Hiring a live band for your event is a great way to get your guests entertained and energised. However what many event planners forget is that live sound is typically fraught with difficulties – especially when it comes to venues with sound restrictions.

Sound restrictions are put in place for a variety of reasons, for example if your venue is close to a residential area or even if other venues are running events of their own. Local authorities and venues themselves have a vested interest in making sure their events don’t get too noisy.

Due to these restrictions, most venues have sound limiters in place – although they are not without difficulties themselves. Live bands have completely different audio dynamics compared to DJs and so it can be difficult to limit sounds that may come from other sources such as crowd noise.

So if you’re looking to book a live band for your event and the venue says the sound limit is 85 decibels – what does that even mean?

How Loud Is Too Loud?

To help explain sound levels in an event context – Sternberg Clarke devised a simple sound ruler shown below.

Event Sound Level Ruler

SEE ALSO: Making The Most Out Of Your Event Video

Most function bands will usually reach a level of 95DB – around the same level as a pneumatic drill and will sometimes be able to accommodate their playing to around 90DB.

Unsurprisingly however, decibel levels aren’t that simple.

Sound Physics 101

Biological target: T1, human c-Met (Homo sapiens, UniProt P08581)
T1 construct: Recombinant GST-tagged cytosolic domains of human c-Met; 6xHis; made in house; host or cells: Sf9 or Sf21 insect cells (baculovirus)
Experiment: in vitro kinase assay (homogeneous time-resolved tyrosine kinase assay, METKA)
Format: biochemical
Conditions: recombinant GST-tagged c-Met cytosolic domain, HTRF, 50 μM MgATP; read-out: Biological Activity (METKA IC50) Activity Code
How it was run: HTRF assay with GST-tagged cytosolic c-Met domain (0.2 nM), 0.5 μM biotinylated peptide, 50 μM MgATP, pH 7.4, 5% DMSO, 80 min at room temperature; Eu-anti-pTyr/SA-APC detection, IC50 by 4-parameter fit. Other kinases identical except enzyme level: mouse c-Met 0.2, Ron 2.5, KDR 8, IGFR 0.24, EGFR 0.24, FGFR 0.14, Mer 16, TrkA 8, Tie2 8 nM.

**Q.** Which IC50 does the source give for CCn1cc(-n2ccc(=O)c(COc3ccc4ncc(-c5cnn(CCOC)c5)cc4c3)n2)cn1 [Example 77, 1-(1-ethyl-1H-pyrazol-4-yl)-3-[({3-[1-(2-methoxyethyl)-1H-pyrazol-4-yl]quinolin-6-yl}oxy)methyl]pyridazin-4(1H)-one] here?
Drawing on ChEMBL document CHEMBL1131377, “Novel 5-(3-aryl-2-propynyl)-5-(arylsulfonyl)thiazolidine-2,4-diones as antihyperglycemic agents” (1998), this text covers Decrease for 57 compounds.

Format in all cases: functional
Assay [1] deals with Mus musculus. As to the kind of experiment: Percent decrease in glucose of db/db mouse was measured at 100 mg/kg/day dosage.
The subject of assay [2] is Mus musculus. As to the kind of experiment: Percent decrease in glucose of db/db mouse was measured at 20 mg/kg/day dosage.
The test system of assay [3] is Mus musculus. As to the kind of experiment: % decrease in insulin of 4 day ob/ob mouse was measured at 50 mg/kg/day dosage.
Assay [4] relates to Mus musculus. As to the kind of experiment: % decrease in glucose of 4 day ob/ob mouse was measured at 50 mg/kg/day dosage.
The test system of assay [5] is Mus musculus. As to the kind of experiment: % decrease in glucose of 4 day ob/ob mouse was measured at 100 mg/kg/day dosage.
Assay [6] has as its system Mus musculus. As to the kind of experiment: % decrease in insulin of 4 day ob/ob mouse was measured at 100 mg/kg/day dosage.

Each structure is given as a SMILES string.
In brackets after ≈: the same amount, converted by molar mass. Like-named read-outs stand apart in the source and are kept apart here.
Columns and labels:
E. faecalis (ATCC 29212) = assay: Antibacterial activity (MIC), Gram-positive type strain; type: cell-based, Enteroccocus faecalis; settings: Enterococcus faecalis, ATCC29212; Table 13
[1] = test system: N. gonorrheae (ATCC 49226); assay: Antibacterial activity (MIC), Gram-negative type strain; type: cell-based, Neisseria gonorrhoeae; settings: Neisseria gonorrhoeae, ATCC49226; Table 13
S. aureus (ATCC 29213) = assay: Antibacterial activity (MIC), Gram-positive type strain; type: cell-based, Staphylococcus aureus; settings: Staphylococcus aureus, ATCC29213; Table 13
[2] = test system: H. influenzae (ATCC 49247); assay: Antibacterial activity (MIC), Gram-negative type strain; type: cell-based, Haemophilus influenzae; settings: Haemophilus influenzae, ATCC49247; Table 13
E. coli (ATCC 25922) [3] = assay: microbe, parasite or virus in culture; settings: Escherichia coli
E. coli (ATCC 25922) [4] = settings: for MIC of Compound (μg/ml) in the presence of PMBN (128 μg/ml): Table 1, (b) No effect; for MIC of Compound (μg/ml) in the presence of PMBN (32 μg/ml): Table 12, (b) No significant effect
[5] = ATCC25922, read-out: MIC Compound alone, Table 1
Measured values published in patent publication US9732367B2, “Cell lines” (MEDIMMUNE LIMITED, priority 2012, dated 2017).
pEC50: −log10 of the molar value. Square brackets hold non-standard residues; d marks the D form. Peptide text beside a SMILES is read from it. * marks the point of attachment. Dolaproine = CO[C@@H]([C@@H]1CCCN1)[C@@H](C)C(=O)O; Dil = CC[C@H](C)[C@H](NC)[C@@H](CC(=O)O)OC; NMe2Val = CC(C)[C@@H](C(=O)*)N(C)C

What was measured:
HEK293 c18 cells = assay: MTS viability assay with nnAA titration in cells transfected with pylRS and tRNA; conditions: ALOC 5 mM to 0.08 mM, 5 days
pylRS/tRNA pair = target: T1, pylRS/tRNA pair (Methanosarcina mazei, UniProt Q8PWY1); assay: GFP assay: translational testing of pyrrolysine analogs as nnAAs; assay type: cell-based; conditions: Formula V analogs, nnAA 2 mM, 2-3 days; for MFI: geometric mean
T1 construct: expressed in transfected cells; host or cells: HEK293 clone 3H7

Decibel levels are on an exponential scale so 120DB is not twice as loud as 60DB. This is because the decibel unit is, surprisingly, not a value – decibels levels are, for lack of a better word, ratios.

In mathematical terms – equal increases in decibel levels corresponds to an equal amount of multiplications.

Don’t worry if you’re scratching your head, just keep in mind that when your venue says you can turn it up to from 90 to 100DB, that’s a much bigger increase in loudness than, say 40DB to 50DB.

So What Does This Mean For The Event Planner?

In essence, handling live sound should be left to the professionals – many venues offer on-site sound engineers to ensure nothing goes awry during the performance.

However, when deciding to book bands for certain venues that have specified decibel limits (anything from churches and exhibition halls to hotels with guests staying) ask yourself – can this band play within the allowed range? Is it reasonable to ask if the band can stay within these limits? Does the venue have a sound limiter?

Hopefully this guide will have helped you to answer some of these questions if they ever crop up during the planning stage of your event – most venues will be knowledgeable of their live sound capabilities, and it helps if you are too.

Author Bio

Stephen Warr is the social media editor for Sternberg Clarke, a leading entertainment supplier for corporate events, weddings and private parties based in London, UK. You can follow him on twitter @SternbergClarke.